Fish and Prostate Cancer Risk

Recent studies suggest that high intake of omega-3 fats increases your risk of prostate cancer. Should you stop taking fish oil? Nutrition Diva takes a closer look at the pros and cons of fish and fish oil for men.

Monica Reinagel, MS, LD/N, CNS
4-minute read
Episode #245

A recent study linking omega-3 intake with an increased risk of prostate cancer left many men wondering whether to toss their fish oil capsules in the trash. Researchers at the Fred Hutchinson Cancer Research Center in Seattle, Washington, report that that men with the highest levels of omega-3 fatty acids in their blood had a 44% increase in low-grade prostate cancer and an even scarier-sounding 71% increase in aggressive prostate cancer.

See also: Diet Tips for a Healthy Prostate




What Do Fish and Fish Oil Do For Your Health?

Before we delve into the details of the recent study, let's quickly review what fish and fish oil are supposed to do for you. Many (but not all) studies have found that people who regularly eat fish have a lower risk of heart disease. The general consensus is that the cardio-protective benefits of fish and fish oil are due to the omega-3 fats they contain. Omega-3s may also confer some protection against certain kinds of brain aging, cancers, eye, and kidney disease. The American Heart Association as well as other public health authorities recommend eating fish (especially fatty fish, like salmon or sardines) at least twice a week. And for a long time, many assumed that a daily fish oil capsule would accomplish the same benefits.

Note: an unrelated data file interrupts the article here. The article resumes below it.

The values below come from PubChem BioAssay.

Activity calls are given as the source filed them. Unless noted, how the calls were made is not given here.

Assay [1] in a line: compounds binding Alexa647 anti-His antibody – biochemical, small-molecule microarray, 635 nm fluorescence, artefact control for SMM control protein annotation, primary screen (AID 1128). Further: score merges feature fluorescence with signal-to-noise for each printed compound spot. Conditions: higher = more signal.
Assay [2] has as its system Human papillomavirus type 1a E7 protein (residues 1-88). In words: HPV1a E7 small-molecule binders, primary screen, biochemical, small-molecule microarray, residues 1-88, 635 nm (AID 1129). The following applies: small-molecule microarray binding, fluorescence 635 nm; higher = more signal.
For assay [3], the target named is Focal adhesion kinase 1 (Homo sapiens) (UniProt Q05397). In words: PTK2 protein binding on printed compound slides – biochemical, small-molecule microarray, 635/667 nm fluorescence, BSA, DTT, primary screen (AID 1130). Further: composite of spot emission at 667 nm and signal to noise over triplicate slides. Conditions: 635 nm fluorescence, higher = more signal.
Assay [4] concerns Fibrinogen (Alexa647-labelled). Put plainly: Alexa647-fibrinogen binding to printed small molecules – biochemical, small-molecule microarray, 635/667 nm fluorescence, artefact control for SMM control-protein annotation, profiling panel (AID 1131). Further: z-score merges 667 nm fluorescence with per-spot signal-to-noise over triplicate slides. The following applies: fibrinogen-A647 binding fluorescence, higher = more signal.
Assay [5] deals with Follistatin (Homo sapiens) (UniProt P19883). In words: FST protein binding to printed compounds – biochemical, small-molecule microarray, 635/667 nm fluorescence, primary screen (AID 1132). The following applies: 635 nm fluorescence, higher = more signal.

See also my recent interview on WYPR-FM on the Pros and Cons of Vitamin Supplements

Unfortunately, this may have been a false assumption. While eating fish seems to be a good idea, research on fish oil supplements has been disappointing.  I think this is yet another case where the whole is more than the sum of the parts.  Simply taking a fish oil capsule does not provide the same benefits as eating a healthy diet that contains fish. After all, some of the benefits ascribed to eating fish may have to do with what you're not eating because you're eating the fish instead.

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About the Author

Monica Reinagel, MS, LD/N, CNS

Monica Reinagel is a board-certified licensed nutritionist, author, and the creator of one of iTunes' most highly ranked health and fitness podcasts. Her advice is regularly featured on the TODAY show, Dr. Oz, NPR, and in the nation's leading newspapers, magazines, and websites. Do you have a nutrition question? Call the Nutrition Diva listener line at 443-961-6206. Your question could be featured on the show.